I want to share something. A quote, from a conversation in season two of the TV series “Fleabag,” about pain. “Women are born with pain built in,” says one of the characters. “It’s our physical destiny — period pains, sore boobs, childbirth. You know we carry it within ourselves throughout our lives. Men don’t. They have to seek it out. They invent all these gods and demons just so they can feel guilty about things, which is something we do very well on our own. And then they create wars so they can feel things and touch each other and when there aren’t any wars they can play rugby.” That last bit really stuck with me. When men cannot fight, they play sports.
I cannot recall a time when sports wasn’t a big part of my personality. The first time I remember being a sports fan was when I was six years old. Since then, I’ve spent many weekends sitting opposite a screen for hours, watching game after game. It’s a routine I enjoy and one that provides adequate distraction from the stress and pressures of, well, life.
That was how I planned to spend the weekend of October 29th as well.
The Sunday of that weekend, however, started on a somber note, because I came across the video of what transpired in the tunnel after the Michigan vs. Michigan State football game the previous night.
When I first saw the video, I didn’t really know how to react. The truth is, I had become numb to such incidents. It worried me that something as terrible as two college students being assaulted, as well as the manner in which it happened, wasn’t the most shocking thing I’d seen that week. Unfortunately, it’s the kind of thing I see regularly. The relationship between sports and violence is as gruesome as it is clear. I began seeing it at a very early age: “It (sport) is bound up with hatred, jealousy, boastfulness, disregard of all rules and sadistic pleasure in witnessing violence; in other words it is war minus the shooting.”
Although a tad bit extreme, the claim from George Orwell (author of “1984”) here is not baseless, and it sounds eerily similar to the line from “Fleabag.” The connection between war and men’s sports is a strong one that has survived in many forms to this day. It is so deeply ingrained in the culture, manifesting itself in everything from the vocabulary used within the sport (war jargon such as “last line of defense” is a commonly heard phrase, to name one) to the game itself.
I, like many sports fans around the world, saw athletes as role models — as people to be inspired by — and in turn, put them on a pedestal. It is because of the violence inherent to sports, however, that most sports fans learn sooner rather than later that this isn’t the healthiest practice. While I can proudly say today that I am able to separate the crimes of the athletes I once considered my heroes from my love of sport and what I think it should stand for, the aftermath of the Michigan-MSU game made me question it all.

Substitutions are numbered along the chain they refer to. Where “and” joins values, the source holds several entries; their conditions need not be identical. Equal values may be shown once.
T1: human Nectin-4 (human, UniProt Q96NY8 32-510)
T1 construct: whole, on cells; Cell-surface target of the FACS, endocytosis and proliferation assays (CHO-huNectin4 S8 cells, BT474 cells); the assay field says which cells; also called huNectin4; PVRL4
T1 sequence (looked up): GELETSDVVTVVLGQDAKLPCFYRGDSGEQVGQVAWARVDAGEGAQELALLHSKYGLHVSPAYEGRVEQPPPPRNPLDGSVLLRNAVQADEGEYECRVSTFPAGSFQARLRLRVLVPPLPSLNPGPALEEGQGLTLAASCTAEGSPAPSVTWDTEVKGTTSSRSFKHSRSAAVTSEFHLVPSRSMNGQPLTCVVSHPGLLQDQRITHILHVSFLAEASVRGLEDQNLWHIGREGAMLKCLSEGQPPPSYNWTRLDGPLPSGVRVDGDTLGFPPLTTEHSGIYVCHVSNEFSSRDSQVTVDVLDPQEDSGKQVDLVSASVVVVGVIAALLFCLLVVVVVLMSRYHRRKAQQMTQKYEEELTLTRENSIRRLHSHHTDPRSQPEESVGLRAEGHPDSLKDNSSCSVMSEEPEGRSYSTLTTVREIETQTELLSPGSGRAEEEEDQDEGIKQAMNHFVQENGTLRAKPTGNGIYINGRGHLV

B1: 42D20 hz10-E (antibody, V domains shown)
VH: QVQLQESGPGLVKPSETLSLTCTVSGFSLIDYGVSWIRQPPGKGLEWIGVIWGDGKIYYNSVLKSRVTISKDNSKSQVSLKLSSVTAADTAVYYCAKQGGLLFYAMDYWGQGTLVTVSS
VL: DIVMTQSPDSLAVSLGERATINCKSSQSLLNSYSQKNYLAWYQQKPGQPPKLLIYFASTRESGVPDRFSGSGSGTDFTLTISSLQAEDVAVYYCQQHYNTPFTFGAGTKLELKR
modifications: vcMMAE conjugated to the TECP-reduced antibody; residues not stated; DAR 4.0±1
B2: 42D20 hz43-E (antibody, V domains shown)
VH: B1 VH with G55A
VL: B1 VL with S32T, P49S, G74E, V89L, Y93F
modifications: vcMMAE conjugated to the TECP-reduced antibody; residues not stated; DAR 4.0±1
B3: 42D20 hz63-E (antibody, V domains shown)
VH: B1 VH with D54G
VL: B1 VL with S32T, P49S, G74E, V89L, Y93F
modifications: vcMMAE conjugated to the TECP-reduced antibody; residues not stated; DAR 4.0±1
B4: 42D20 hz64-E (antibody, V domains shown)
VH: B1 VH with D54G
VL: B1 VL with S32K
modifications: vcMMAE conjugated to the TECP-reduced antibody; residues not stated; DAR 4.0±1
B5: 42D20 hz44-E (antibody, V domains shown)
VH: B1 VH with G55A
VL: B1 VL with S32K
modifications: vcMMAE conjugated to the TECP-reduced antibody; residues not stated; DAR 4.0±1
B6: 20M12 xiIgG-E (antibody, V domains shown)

Why do athletes and sports groups resort to violence as much as they do? For years I’ve seen sports pundits talk about how they like seeing passion and aggression on the pitch, and I can’t help but feel like the MSU players did what they did as a way to show how much they care. At some point, somebody told these young men that this is what they should do for the sport they claim to love. They should, as the cliché goes, “be willing to die for it.” And the unfortunate thing is that society, including even the most level-headed fan, builds these athletes up to such an extent that they think they’re invincible. That anything on the sports field goes.
No, it doesn’t.
For the sports fan out there who thinks jokingly passing a racist comment in the stands is okay, it isn’t. For the pundit who sits in the safety of a studio and claims “it’s a man’s game,” it isn’t. And for every college and pro athlete out there who thinks they are untouchable: you are not, no matter how much society might convince you otherwise. Sometimes we let the things we love get the better of our emotions, and while I can sympathize with that, because that’s what makes us human, I cannot accept it.
There are elements of our lives, like sport in my case, that matter just a little bit more than anything else. These are the things that keep us motivated, happy and sometimes even sane. And whatever that thing is for you, I promise you that it is beautiful, made even more so by the people who are a part of it. But not everybody associated with the thing you love will always be in the right. I’m here to tell you: Please don’t give up on it — don’t give up on the thing you love. Fight for it. Fight for what it truly stands for. Fight for it without hands or words, but with actions that affect real change and that bring people together.
That’s what it means to fight for the things we love.
Rushabh Shah is an Opinion Columnist and can be reached at email@example.com